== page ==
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How Toyota builds cars – and what it teaches Aerospace companies

Bombardier Inc.’s Toronto plant employs an efficiency system developed by Toyota Motor Corp.
At first blush, the operations Simon Roberts and Dr. Kevin Smith run could not be more different. Mr. Roberts oversees the construction of some of the most complex aircraft in the world as head of Bombardier Inc.’ s Toronto plant in Downsview; while Dr. Smith is tasked with overseeing St. Joseph’s Healthcare in Hamilton as its chief executive.

But upon closer examination, a number of similarities between the two emerge, and in particular the challenges they face on a day-to-day basis. Both are in charge of huge facilities with a highly skilled workforce while trying to manage an extremely complex and precious product.

The goal for Mr. Roberts is saving money in an extremely high-cost, low-margin business. For Dr. Smith, it’s about saving lives.

They have also both turned to a somewhat unusual source recently to help them run their operations more efficiently: Toyota Motor Corp.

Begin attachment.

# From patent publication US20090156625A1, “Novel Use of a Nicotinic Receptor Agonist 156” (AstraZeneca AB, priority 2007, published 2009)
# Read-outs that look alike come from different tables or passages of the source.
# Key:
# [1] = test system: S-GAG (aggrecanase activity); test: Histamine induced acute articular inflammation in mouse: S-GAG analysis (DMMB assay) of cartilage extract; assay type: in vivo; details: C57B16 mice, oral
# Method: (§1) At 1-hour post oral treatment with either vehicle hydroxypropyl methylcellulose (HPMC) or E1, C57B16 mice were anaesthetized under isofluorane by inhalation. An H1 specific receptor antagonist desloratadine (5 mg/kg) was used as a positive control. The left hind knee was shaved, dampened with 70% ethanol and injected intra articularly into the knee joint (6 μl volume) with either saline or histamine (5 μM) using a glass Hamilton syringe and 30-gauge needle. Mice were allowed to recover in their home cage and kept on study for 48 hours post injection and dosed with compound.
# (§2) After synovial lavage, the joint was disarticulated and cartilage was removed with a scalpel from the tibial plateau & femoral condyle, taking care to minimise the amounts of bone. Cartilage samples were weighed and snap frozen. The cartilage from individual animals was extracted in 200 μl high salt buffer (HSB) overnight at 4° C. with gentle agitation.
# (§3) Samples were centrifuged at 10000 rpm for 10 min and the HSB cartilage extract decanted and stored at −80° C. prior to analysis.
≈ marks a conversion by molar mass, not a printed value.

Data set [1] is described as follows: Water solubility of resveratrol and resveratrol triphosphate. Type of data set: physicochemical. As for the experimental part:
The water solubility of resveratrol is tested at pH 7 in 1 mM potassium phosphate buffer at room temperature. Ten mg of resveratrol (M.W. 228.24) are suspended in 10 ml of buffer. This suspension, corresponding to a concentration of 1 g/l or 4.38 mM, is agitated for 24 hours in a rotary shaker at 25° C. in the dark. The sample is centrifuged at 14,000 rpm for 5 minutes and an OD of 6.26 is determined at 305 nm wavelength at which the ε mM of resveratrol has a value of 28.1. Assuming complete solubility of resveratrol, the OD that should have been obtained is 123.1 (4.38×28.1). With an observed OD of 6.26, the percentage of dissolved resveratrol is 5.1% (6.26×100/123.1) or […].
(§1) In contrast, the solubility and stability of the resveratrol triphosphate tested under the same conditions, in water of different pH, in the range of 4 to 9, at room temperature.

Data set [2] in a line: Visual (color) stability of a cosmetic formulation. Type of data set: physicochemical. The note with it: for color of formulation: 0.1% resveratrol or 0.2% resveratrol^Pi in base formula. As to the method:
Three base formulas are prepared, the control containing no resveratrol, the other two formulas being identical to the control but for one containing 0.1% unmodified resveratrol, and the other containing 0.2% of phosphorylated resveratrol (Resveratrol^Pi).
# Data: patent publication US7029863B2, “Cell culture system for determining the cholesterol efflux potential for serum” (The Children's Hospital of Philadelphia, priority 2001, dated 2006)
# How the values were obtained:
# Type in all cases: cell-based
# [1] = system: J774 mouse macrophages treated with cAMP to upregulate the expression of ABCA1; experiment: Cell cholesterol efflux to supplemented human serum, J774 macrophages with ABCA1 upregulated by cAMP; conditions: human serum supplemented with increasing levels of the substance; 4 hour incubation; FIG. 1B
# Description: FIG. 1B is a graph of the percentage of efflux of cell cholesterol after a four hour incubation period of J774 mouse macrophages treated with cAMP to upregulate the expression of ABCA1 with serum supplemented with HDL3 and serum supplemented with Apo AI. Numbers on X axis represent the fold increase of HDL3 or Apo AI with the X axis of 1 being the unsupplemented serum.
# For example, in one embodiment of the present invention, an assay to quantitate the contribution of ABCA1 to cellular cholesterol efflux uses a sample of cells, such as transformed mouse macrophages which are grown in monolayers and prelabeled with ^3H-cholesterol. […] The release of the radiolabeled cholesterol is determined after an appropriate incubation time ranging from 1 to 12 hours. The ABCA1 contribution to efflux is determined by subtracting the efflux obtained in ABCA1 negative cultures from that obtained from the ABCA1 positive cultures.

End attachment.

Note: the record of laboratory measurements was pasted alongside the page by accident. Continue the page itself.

The Japanese automaker has long been considered the gold standard in lean manufacturing. But in recent years, other industries outside of the auto sector have also begun to adapt Toyota’s methods to streamline and improve upon their own operations, including both Bombardier and St. Joe’s in recent months.

The “Toyota Production System” was developed in the 1950s at a time when the Japanese auto industry was suffering, and Toyota, in particular, lacked the cash it needed to fund its operations and or even keep enough inventory on hand to build its cars.

In an effort to improve its operations, Toyota’s founders travelled to the United States to see how the wildly successful system instituted by Henry Ford built cars. But they were said to be less impressed by Ford’s plants than a system being used at the local grocery store: an automatic drink resupplier, where a customer wants a drink, takes one, and then another one replaces it. It was this machine, and its ability to hold only the inventory needed, that is credited with planting the first seed for what would eventually develop into the “Toyota Way” of building cars.

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